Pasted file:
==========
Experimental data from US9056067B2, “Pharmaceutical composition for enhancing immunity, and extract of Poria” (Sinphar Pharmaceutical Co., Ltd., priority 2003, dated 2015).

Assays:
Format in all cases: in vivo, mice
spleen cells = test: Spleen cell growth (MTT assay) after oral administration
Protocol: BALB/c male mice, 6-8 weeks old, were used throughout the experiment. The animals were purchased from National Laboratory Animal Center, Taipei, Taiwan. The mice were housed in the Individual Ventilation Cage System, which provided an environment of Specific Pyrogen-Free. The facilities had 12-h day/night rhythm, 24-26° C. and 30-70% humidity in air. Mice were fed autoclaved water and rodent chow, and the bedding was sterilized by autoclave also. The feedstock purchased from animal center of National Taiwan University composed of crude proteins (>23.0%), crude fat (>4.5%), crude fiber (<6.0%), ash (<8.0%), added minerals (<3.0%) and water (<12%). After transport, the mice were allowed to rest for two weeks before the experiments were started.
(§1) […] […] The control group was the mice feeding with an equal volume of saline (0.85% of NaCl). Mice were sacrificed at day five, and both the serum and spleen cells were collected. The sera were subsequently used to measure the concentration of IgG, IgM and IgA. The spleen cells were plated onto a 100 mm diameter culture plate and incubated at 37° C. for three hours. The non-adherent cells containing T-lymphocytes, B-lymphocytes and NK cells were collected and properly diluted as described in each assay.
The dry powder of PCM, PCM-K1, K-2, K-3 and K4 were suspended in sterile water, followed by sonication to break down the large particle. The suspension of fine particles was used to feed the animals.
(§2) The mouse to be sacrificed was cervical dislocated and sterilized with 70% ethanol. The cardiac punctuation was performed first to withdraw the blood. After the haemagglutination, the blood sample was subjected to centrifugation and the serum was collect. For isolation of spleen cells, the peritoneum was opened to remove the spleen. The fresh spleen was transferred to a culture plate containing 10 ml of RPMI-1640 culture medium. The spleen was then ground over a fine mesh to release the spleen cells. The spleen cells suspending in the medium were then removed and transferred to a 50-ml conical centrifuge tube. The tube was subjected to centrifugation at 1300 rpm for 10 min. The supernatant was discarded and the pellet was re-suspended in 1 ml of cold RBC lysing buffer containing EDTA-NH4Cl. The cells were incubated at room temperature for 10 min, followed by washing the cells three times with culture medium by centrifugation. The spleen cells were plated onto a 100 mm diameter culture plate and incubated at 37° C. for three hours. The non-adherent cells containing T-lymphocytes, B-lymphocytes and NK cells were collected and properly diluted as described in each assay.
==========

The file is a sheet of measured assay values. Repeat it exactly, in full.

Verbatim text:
Experimental data from US9056067B2, “Pharmaceutical composition for enhancing immunity, and extract of Poria” (Sinphar Pharmaceutical Co., Ltd., priority 2003, dated 2015).

Assays:
Format in all cases: in vivo, mice
spleen cells = test: Spleen cell growth (MTT assay) after oral administration
Protocol: BALB/c male mice, 6-8 weeks old, were used throughout the experiment. The animals were purchased from National Laboratory Animal Center, Taipei, Taiwan. The mice were housed in the Individual Ventilation Cage System, which provided an environment of Specific Pyrogen-Free. The facilities had 12-h day/night rhythm, 24-26° C. and 30-70% humidity in air. Mice were fed autoclaved water and rodent chow, and the bedding was sterilized by autoclave also. The feedstock purchased from animal center of National Taiwan University composed of crude proteins (>23.0%), crude fat (>4.5%), crude fiber (<6.0%), ash (<8.0%), added minerals (<3.0%) and water (<12%). After transport, the mice were allowed to rest for two weeks before the experiments were started.
(§1) […] […] The control group was the mice feeding with an equal volume of saline (0.85% of NaCl). Mice were sacrificed at day five, and both the serum and spleen cells were collected. The sera were subsequently used to measure the concentration of IgG, IgM and IgA. The spleen cells were plated onto a 100 mm diameter culture plate and incubated at 37° C. for three hours. The non-adherent cells containing T-lymphocytes, B-lymphocytes and NK cells were collected and properly diluted as described in each assay.
The dry powder of PCM, PCM-K1, K-2, K-3 and K4 were suspended in sterile water, followed by sonication to break down the large particle. The suspension of fine particles was used to feed the animals.
(§2) The mouse to be sacrificed was cervical dislocated and sterilized with 70% ethanol. The cardiac punctuation was performed first to withdraw the blood. After the haemagglutination, the blood sample was subjected to centrifugation and the serum was collect. For isolation of spleen cells, the peritoneum was opened to remove the spleen. The fresh spleen was transferred to a culture plate containing 10 ml of RPMI-1640 culture medium. The spleen was then ground over a fine mesh to release the spleen cells. The spleen cells suspending in the medium were then removed and transferred to a 50-ml conical centrifuge tube. The tube was subjected to centrifugation at 1300 rpm for 10 min. The supernatant was discarded and the pellet was re-suspended in 1 ml of cold RBC lysing buffer containing EDTA-NH4Cl. The cells were incubated at room temperature for 10 min, followed by washing the cells three times with culture medium by centrifugation. The spleen cells were plated onto a 100 mm diameter culture plate and incubated at 37° C. for three hours. The non-adherent cells containing T-lymphocytes, B-lymphocytes and NK cells were collected and properly diluted as described in each assay.